The huge rise in non-specialist maths teachers has prompted on-the-job training. Julie Henry reports
THE number of maths teachers for younger secondary pupils who have no qualification in their subject has more than quadrupled in three years.
Three years ago, according to the Open University Centre for Mathematics Education, about one in 10 secondary school maths teachers had no subject qualifications beyond A-level. Most of the non-specialists were teaching 11 to 14-year-olds.
Now as many as 45 per cent of the staff teaching the subject to 11 to 14-year-olds have limited knowledge of maths and little or no training.
The shortage is revealed as the first years of secondary school come under the spotlight with the overhaul of English and maths lessons and new targets for 14-year-olds. By 2004, 75 per cent of 14- year-olds should reach the expected level in English, maths and information technology, and 70 per cent in science.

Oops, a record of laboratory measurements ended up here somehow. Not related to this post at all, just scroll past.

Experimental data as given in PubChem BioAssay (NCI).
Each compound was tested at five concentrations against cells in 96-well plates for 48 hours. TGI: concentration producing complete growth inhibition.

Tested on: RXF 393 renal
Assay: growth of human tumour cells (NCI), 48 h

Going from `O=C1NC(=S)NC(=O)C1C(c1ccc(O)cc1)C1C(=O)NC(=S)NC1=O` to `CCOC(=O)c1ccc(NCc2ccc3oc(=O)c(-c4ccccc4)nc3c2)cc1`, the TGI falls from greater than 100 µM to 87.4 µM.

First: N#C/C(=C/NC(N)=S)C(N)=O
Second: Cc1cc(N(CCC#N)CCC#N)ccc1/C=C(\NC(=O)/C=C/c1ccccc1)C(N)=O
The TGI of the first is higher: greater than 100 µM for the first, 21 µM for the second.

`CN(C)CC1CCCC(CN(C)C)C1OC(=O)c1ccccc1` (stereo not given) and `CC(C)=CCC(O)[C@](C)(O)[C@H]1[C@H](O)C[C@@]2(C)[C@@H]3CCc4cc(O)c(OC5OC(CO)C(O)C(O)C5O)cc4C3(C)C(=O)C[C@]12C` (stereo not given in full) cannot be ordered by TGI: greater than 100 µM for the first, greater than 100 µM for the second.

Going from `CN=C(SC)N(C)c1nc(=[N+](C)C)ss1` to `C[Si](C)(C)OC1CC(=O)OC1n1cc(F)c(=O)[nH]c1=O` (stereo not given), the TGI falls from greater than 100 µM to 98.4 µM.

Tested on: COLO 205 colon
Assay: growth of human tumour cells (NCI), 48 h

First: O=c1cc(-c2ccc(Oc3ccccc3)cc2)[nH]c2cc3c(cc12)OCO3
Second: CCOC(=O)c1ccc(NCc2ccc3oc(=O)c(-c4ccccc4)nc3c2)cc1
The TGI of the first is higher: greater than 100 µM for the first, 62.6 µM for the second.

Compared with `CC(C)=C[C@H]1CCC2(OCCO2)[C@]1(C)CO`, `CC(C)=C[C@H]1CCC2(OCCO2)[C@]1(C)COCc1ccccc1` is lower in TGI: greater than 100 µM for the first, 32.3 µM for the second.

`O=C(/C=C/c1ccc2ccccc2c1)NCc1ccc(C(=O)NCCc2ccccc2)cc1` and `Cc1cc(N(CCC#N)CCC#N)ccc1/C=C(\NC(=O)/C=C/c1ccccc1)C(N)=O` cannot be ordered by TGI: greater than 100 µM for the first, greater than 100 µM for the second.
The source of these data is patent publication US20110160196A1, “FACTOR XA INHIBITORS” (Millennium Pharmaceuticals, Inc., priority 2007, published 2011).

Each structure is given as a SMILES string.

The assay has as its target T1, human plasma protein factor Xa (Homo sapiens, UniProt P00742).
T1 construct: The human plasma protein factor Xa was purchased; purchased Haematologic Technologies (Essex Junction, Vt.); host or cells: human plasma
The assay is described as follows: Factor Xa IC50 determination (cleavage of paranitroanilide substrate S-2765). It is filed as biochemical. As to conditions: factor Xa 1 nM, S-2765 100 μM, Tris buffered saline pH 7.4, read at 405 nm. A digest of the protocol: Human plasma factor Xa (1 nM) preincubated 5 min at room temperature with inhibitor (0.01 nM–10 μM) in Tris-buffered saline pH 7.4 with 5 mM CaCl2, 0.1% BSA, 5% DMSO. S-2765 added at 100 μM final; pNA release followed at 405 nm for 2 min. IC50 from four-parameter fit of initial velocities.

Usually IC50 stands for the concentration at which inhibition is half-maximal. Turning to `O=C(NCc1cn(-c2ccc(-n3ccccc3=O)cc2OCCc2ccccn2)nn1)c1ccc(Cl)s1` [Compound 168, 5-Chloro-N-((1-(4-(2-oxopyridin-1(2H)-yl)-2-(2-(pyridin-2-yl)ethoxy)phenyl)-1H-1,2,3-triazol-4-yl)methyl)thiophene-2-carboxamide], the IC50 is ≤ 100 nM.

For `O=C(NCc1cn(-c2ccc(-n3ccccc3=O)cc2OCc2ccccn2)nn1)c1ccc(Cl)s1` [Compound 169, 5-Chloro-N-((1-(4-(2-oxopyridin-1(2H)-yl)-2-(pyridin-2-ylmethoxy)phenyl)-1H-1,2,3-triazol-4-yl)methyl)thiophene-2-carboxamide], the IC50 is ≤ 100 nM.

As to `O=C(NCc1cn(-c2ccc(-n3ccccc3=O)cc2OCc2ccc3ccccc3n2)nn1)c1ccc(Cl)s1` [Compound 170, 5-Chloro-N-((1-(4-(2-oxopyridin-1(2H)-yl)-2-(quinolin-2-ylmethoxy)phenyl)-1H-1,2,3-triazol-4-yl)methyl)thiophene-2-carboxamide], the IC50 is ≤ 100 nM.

The lack of specialists could pose a threat to the success of the Government's KS3 maths strategy which rolls out in September. KS3 strategy director Anita Straker has admitted that "staffing difficulties could be a constraint in some schools".
The Open University is now developing two new courses for KS3 maths teachers, funded by a pound;93,000 grant from the Esme Fairbairn Foundation.
Barbara Allen, centre director, said: "Retention and recruitment problems have led to many schools having to use non-specialist staff to teach maths at KS3. Many teachers of maths are in the invidious position of having to teach a subject in which they have limited subject knowledge and little or no training.
"Less than 10 per cent of A-levels taken are in maths, prompting concerns about shortfalls in filling teacher vacancies in the future," she added.
A supported open learning course is being developed as well as a residential summer school. A pilot for the former will be held next summer, and the courses will then be offered formally from 2003.